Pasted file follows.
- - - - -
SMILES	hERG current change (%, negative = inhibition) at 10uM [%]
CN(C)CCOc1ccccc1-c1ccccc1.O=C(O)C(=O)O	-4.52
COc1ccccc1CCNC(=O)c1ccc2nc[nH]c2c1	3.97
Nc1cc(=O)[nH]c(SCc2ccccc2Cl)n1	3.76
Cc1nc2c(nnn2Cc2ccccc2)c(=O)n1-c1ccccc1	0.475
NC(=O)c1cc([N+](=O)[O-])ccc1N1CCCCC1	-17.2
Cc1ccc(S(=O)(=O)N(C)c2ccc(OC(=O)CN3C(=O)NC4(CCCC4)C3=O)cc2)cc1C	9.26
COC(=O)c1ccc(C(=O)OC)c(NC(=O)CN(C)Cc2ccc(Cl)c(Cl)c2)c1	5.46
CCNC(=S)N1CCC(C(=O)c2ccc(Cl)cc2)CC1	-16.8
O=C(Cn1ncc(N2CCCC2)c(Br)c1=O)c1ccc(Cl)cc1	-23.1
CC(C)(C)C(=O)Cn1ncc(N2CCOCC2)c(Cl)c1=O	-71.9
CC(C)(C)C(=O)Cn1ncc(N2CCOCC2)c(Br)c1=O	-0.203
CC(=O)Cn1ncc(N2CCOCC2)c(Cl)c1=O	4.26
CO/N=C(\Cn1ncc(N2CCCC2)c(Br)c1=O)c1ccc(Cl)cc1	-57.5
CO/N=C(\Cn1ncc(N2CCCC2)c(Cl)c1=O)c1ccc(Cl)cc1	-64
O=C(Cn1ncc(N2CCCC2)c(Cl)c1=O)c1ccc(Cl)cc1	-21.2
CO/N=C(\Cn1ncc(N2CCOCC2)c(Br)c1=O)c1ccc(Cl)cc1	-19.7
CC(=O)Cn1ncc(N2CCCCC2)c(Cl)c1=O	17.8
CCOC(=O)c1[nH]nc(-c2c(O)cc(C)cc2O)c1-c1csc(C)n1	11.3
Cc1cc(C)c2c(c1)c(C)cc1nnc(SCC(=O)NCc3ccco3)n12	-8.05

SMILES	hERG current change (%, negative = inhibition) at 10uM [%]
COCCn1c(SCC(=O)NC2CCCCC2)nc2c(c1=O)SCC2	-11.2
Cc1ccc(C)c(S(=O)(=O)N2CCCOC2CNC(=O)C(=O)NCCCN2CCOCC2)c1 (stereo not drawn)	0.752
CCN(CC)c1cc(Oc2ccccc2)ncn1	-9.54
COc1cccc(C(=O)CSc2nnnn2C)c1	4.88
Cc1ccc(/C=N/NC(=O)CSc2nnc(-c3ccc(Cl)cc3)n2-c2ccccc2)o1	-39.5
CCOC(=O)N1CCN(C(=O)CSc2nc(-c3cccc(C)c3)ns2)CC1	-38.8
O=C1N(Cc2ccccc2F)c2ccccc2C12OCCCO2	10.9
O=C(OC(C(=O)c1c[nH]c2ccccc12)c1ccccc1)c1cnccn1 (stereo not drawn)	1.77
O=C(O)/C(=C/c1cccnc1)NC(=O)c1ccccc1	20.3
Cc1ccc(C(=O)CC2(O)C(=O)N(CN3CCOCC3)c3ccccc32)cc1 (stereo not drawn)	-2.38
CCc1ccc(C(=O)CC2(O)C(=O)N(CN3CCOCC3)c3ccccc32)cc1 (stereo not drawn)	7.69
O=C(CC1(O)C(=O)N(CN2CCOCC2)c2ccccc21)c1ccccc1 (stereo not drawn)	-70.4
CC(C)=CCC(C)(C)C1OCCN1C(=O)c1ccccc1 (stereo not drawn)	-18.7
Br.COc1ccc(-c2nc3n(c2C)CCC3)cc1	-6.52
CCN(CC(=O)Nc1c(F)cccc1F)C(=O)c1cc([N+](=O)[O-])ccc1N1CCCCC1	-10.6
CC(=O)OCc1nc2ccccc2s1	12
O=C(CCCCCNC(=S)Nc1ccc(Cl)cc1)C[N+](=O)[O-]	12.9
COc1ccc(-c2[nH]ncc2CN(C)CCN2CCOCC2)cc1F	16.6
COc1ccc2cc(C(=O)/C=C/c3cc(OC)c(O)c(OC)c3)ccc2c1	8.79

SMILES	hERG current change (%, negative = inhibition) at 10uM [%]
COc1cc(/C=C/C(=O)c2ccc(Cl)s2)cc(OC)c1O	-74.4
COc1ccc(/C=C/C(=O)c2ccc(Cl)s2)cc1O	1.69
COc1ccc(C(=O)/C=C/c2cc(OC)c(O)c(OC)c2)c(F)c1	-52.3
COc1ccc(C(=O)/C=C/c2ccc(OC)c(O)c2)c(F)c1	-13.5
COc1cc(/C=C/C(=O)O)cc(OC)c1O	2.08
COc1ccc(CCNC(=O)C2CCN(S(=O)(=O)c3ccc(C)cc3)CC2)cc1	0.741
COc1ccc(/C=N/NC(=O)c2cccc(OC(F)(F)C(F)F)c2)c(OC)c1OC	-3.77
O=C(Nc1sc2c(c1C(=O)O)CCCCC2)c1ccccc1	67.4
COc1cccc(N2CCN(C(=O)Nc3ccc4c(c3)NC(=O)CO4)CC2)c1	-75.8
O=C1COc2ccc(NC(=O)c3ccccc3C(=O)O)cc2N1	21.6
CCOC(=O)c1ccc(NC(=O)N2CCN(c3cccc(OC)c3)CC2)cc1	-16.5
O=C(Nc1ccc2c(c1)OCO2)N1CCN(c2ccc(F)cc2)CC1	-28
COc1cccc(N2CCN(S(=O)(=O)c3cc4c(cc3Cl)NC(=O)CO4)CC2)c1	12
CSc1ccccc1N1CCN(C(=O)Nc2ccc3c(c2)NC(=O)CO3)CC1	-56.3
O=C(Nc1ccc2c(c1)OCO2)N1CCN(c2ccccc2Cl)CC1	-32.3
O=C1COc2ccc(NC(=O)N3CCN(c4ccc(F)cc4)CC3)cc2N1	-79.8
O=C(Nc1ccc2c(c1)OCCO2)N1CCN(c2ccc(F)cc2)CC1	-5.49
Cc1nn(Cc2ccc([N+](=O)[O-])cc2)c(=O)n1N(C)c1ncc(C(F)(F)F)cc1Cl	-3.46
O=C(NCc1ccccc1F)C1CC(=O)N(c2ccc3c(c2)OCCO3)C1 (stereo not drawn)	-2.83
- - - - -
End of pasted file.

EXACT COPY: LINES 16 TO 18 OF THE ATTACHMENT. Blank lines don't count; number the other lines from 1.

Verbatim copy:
O=C(Cn1ncc(N2CCCC2)c(Cl)c1=O)c1ccc(Cl)cc1	-21.2
CO/N=C(\Cn1ncc(N2CCOCC2)c(Br)c1=O)c1ccc(Cl)cc1	-19.7
CC(=O)Cn1ncc(N2CCCCC2)c(Cl)c1=O	17.8